The trees are flourishing, and therefore the ground is rich, or, The ground is rich, because the trees are flourishing.

See Whately, Logic, I. 2. The difficulty vanishes, if, in stating the Reason and Conclusion, we substitute ' by-reason ’ for because, and thereby (we know that)' for therefore,

We shall state the sentences as co-ordinates. 1. Cause and Effect :

Because . the ground is rich,

Therefore the trees flourish. 2. Reason and Conclusion :

By-reason . . . the trees are flourishing,

Thereby (we know that) ... the ground is rich. Some writers have used the phrase ' by reason' instead of because, where a reason or motive is signified. Thus we read of Sir Roger de Coverley:

It is said, he keeps himself a bachelor, by reason he was crossed in love by a perverse beautiful widow of the next county to him.

Spectator, No. 2.

[ocr errors]


[ocr errors]

However, this form is not usual; and no substitute has been provided in corresponding cases for therefore.'

In ordinary argument it is very common to state the conclusion first, and then to assign the reason or reasons: thus,

Emulation is useful, because it promotes diligence.

Emulation is injurious, because it excites envy. Instead of because, other particles are often used to introduce the reason : for, as, since, or the more fornial whereas.

7. Action (or State) and Result. 68. A sentence expressing Action and Result differs from one denoting Cause and Effect, just as a mere narrative differs from an argumentative statement. The simplest form exhibits two co-ordinate sentences : as,

He ran fast, and he was out of breath.

If we say,

He ran fast, and so he was out of breath, the word so occupies a place analogous to therefore in a formal argument. But, in our view, the sentences are still coordinate. If, however, we proceed a step further, and say,

He ran so fast, that he was out of breath, we must consider the first clause as a Principal, and the second as an Accessory Clause.

In analysing such a sentence, the followers of Becker would regard so as an 'adverb' qualifying the adverb 'fast;' and

that he was out of breath,' as an adverb-clause modifying the adverb so.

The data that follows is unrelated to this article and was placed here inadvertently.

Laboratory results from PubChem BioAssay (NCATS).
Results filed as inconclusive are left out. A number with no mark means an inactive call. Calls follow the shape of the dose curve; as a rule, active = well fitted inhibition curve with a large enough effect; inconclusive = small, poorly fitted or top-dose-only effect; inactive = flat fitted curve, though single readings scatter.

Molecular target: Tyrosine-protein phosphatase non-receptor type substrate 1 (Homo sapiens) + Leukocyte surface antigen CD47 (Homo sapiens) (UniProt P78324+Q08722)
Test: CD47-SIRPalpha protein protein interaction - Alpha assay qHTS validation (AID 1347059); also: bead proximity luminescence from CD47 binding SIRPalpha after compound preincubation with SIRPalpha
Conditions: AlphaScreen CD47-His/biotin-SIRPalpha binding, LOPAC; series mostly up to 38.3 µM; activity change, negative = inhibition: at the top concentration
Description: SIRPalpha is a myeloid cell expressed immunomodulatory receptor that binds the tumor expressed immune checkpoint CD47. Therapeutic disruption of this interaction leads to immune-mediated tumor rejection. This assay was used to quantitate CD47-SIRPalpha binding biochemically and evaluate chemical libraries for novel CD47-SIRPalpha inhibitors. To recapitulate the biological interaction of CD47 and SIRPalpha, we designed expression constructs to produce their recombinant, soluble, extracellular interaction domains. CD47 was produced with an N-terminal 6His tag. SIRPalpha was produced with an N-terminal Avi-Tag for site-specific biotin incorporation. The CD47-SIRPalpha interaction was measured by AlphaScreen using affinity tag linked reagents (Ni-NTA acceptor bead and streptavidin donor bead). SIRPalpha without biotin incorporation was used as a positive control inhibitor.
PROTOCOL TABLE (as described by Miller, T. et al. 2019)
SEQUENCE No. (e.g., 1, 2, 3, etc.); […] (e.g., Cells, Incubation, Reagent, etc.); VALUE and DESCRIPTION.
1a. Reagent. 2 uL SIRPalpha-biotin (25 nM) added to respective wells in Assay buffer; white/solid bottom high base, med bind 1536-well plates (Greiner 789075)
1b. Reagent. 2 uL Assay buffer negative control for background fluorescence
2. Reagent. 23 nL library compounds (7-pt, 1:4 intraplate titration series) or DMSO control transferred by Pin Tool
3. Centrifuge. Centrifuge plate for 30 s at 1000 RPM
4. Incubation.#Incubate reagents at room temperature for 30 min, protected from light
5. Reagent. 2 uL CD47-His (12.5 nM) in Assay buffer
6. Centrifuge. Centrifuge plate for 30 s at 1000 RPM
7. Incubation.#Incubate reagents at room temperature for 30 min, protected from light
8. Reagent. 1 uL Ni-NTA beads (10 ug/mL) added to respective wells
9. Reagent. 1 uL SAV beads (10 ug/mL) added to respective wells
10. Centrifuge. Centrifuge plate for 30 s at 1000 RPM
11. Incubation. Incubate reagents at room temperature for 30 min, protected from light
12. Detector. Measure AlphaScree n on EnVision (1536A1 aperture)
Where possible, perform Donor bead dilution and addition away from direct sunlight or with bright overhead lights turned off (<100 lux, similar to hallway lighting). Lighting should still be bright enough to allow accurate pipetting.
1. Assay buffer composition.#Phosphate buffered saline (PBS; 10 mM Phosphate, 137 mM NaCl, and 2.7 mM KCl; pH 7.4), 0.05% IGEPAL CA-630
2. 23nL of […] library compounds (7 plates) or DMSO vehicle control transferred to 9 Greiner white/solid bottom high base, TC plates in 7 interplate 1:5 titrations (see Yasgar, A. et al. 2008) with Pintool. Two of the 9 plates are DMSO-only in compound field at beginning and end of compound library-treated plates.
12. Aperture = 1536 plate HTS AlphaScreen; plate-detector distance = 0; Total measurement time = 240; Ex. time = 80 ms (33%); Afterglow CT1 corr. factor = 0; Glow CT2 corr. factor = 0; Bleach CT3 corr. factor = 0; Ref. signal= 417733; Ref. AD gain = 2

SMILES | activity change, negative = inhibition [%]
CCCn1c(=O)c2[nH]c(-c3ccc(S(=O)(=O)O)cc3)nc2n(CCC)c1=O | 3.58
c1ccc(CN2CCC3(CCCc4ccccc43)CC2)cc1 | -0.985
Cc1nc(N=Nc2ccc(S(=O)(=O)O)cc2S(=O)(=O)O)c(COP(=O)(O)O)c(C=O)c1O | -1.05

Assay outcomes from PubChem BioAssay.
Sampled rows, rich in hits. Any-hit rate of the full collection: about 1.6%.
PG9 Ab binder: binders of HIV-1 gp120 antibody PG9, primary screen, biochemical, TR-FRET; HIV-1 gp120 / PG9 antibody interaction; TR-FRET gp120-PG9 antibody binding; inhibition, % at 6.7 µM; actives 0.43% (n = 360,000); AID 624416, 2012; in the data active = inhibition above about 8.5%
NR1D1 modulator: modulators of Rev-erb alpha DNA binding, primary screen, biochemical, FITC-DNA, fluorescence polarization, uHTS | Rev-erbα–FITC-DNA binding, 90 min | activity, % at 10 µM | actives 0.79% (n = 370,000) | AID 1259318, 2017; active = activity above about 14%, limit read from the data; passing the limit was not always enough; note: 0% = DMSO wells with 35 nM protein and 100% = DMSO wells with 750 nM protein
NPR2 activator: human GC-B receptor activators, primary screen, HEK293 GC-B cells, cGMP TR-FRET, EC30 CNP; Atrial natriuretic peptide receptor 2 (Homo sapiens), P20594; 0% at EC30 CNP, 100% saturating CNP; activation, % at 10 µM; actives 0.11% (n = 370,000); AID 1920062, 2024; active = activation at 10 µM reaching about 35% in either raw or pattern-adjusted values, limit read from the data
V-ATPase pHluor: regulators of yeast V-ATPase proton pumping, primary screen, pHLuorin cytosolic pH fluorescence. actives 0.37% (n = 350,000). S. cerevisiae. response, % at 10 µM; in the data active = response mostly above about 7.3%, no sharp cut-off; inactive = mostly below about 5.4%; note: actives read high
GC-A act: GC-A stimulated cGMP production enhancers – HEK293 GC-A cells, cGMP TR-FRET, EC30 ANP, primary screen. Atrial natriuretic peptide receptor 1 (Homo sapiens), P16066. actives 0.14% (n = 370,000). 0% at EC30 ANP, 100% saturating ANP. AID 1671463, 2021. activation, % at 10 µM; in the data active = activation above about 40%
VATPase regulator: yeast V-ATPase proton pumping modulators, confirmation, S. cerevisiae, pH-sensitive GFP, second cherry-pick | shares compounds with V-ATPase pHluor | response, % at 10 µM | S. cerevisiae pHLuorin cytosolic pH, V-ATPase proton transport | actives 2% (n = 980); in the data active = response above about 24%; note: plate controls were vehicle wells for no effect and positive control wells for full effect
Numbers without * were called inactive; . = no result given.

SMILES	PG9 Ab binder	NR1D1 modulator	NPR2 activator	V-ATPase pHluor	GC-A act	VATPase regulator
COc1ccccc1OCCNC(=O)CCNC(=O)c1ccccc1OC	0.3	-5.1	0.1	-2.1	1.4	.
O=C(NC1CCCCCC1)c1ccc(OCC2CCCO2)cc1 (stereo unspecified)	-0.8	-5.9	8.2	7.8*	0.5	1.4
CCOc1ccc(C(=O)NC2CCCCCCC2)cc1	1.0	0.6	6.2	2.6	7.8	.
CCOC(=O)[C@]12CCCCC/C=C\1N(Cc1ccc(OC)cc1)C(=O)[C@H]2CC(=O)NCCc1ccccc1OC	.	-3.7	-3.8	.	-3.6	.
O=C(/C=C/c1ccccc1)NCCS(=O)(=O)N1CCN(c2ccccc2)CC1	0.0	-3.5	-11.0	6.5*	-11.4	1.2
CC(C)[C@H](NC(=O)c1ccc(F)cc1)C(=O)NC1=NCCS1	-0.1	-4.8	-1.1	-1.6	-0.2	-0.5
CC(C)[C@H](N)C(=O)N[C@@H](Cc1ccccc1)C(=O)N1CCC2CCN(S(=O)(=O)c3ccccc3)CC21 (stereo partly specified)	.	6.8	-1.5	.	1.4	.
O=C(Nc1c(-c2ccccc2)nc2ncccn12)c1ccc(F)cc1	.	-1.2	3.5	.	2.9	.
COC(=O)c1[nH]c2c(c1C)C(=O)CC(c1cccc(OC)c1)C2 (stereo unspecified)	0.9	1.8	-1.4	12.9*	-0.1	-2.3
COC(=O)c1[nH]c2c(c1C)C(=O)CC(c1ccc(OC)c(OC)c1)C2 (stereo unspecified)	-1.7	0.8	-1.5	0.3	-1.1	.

The following method, however, may be worthy of consideration :

fast, Principal Clause. that

Adverbial (or Conjunctional)

phrase introducing the

Accessory Clause. he was out of breath, Accessory Clause.

[ocr errors]

He ran


[ocr errors]





8. Purpose and End. 69. The sentences denoting this relation had passed in Anglo-Saxon into the advanced stage; and the Accessory Clause was introduced by thật alone : as,

peace.' We

das thing ic eow sæde, thæt ge habbon sibbe on me. these things I to-you said, that ye may-have peace in me. I

John xvi. 33. The Vulgate reads, “ Hæc locutus sum vobis, ut in me pacem habeatis.' The Anglo-Saxon made no distinction between the past tense "said ' and the present-perfect' have said.' But our English version is wrong : “ These things I have spoken unto you, that in me ye might have


read 'I spoke . . . that ye might,' or ' I have spoken ... that ye may;' but we must not mix the two constructions.

Instead of an Accessory Clause introduced by that, we may have a gerund with to: thus, for

He labours, that he may become rich:

He studies, that he may improve: we may say

He labours to become rich:

He studies to improve: where to denotes'in order to,' " for the purpose to;' and therefore to become,'' to improve,' are not simple infinitives, but what we call the gerund with to. The Latin scholar will see at once, that 'to become,'' to improve,' could not be rendered in Latin by infinitives.

Where the subordinate sentence involves a negative, we often find lest as equivalent to that . . . not: as,

He labours, lest he should be dependent, or,

He labours, that he may not be dependent.

9. Condition and Consequence. 70. Grammarians have dwelt at considerable length on this relation ; and some of the terms which they employ present difficulty to the learner.

Mr. Mason says, (English Grammar, $ 440,) 'In adverbial clauses of condition, the principal sentence is called the consequent clause (i.e. the clause which expresses the consequence); the subordinate sentence is called the hypothetical clause (i. e. the clause which expresses the hypothesis, supposition or concession).'

The Greek hypothesis is equivalent to the Latin suppositio, and literally means the 'groundwork' or 'foundation,' hence

« PrécédentContinuer »